The House of Delegates on Tuesday took the first step to reverse Gov. Larry Hogan's veto of a renewable energy bill, voting 88-51 to overturn it.
The state Senate plans to vote Thursday. To override a governor's veto, three-fifths of the Senate must join the House in voting to do so.
Delegates debated the merits of the bill for about an hour. It would require a greater portion of the electricity sold in Maryland to come from renewable sources, such as solar power and wind power.
Republicans said the bill would put an unnecessary financial burden on residents and businesses. Democrats countered that the state needs to increase the use of renewable energy to fight climate change and improve air quality.
Hogan spokeswoman Amelia Chasse issued a statement saying that delegates who voted for the override are "out of touch."
"For years, Marylanders have made it clear that they are sick and tired of these kinds of rate increases — hopefully our good Senators won't turn a deaf ear to their calls like their colleagues in the House just did," Chasse said.
The bill, which passed last year, would require one-quarter of the state's electricity to come from renewable sources by 2020, up from the current requirement of 20 percent by 2022.
Del. Cheryl Glenn, a Baltimore Democrat, said the tougher renewable requirement would spur the growth of good-paying jobs in the energy industry.
"Clean energy creates jobs," she said.
House Minority Leader Nic Kipke warned his colleagues that by increasing renewable energy requirements, "you are increasing the rate of electricity bills for your citizens and mine, whether they can afford it or not."
"This veto provides us a great opportunity to stop and take a look at what we're doing," said Kipke, a Republican who represents Anne Arundel County.
A nonpartisan analysis of the bill by the state Department of Legislative Services estimated that residential electricity customers might pay between 48 cents and $1.45 more per month due to the increased renewable energy requirements.
Republicans argued the increased cost could make it more difficult to attract and retain businesses in Maryland. They echoed Hogan's comments that the bill amounts to a "sunshine and wind tax" and also repeated that the bill will cause "rates to go up, jobs to go down."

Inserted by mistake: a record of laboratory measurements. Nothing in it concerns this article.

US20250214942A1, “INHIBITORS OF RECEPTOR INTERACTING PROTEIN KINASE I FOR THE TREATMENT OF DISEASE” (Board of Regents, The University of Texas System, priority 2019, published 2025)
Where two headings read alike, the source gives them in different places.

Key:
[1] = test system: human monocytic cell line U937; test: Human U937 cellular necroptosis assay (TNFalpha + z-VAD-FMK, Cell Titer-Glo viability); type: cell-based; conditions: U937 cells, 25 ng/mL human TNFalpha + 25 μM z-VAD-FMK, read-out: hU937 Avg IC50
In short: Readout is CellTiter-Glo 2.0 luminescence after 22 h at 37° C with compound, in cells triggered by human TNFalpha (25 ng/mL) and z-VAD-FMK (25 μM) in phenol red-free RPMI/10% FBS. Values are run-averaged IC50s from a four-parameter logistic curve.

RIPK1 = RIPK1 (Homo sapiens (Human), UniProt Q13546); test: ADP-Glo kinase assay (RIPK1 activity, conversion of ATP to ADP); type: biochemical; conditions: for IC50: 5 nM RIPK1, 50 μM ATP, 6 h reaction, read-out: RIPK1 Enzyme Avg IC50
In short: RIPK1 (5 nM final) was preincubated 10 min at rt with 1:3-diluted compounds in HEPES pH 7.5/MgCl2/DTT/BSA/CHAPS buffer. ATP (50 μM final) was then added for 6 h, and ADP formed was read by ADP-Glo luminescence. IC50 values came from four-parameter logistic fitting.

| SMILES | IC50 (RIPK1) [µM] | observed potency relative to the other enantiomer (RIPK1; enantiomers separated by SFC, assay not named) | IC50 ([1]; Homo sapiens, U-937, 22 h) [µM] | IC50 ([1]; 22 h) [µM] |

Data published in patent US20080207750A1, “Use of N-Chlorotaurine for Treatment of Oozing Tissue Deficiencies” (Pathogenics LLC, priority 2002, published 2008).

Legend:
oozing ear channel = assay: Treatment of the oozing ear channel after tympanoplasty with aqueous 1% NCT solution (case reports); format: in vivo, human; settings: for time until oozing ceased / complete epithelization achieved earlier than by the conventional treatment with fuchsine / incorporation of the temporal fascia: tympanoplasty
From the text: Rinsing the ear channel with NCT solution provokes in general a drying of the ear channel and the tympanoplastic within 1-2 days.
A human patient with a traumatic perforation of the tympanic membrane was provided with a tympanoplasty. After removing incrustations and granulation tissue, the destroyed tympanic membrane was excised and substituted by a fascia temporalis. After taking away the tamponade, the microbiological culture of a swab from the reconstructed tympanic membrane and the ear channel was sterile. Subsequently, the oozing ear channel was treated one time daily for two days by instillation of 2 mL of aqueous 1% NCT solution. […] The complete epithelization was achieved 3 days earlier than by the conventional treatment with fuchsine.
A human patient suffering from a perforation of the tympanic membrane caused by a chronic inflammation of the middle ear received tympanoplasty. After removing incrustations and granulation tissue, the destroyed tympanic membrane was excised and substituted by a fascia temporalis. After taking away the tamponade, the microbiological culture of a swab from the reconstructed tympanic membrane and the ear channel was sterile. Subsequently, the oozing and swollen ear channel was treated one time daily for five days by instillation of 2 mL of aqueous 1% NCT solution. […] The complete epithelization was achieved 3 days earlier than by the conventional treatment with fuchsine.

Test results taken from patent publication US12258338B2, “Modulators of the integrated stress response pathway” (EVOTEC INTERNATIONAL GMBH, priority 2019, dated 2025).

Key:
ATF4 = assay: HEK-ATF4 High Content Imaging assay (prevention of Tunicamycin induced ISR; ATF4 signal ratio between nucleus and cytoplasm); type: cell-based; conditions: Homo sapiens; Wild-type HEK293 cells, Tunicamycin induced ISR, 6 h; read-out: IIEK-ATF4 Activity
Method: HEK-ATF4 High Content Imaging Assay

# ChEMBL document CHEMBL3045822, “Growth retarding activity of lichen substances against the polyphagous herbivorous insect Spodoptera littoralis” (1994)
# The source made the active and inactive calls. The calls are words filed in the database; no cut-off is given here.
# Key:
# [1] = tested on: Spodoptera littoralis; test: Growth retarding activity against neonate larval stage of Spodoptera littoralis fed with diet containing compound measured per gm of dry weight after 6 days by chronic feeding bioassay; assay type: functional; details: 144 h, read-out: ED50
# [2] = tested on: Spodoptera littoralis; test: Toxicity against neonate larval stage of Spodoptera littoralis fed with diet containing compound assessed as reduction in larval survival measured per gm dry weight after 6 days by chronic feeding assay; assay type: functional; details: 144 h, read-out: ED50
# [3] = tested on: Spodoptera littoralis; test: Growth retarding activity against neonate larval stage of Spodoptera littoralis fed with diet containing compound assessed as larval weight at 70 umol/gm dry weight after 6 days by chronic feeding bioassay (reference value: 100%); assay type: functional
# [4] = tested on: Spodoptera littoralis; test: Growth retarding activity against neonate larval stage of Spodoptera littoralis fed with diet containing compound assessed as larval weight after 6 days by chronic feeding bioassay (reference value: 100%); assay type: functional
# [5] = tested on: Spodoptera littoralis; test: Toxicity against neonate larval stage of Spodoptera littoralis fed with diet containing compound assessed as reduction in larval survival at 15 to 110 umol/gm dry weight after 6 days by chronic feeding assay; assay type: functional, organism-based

Del. Kumar Barve, a Montgomery County Democrat who chairs the House's environment committee, said he's heard those objections since 2004, when the state passed the first renewable-energy standard.
"The calamities have never happened," he said.
The vote broke largely along party lines. Just one Democrat, Del. Ned Carey of Anne Arundel County, voted against overriding the veto.
The bill passed with 92 votes last year. That included four Republicans who on Tuesday flipped their votes to support the governor's veto.
Del. Chris West, a Baltimore County Republican, was among the GOP members who changed their vote.
West said lawmakers should study the bill again and "go slow" before increasing renewable-energy standards. He raised concerns about the growing practice of farmers contracting with energy companies to cover their fields in solar panels — a practice that Baltimore County has struggled to regulate.
West said it would be better to offer incentives to locate solar panels "where they should go."
The other Republicans who voted for the bill initially but then supported the governor's veto were Del. Susan Aumann and Del. Christian Miele of Baltimore County and Del. Andrew Cassilly of Harford and Cecil counties.
Hogan led an effort to block the override, repeating his "sunshine and wind tax" line in interviews and criticizing the bill on social media.
House Majority Leader C. William Frick of Montgomery County dismissed Hogan's opposition as "a policy objection disguised as a tax objection."
Frick, a Democrat who was lead sponsor of the bill, noted that utility companies and major business organizations haven't lined up to oppose it.
Leading up to the vote, Hogan's Change Maryland group posted on Facebook a picture of a field with cows. It included the caption: "We don't need another weather tax. Save the Sunshine."
Immediately after the House vote, Change Maryland posted a black-and-white picture of the House chamber with the words: "The House of Delegates just voted to increase utility bills for struggling Maryland families. Now, only the Senate can stop this."
Senate President Thomas V. Mike Miller has publicly predicted that his chamber will easily override Hogan's veto on a party-line 33-14 vote.
Republican leaders in the Senate indicated last week they thought they could pick off a handful of votes to thwart the override, which incensed Miller. He declared: "We've got all our votes."
Twenty-nine votes are needed to override the veto in the Senate.
Environmentalists and climate activists were quick to praise the House vote on the veto.
David Smedick of the Sierra Club's "Beyond Coal" campaign said it's important for state governments to promote clean-energy policies.
"With the Trump administration moving to silence even a mention of climate change, states like Maryland will need to lead the fight," he said.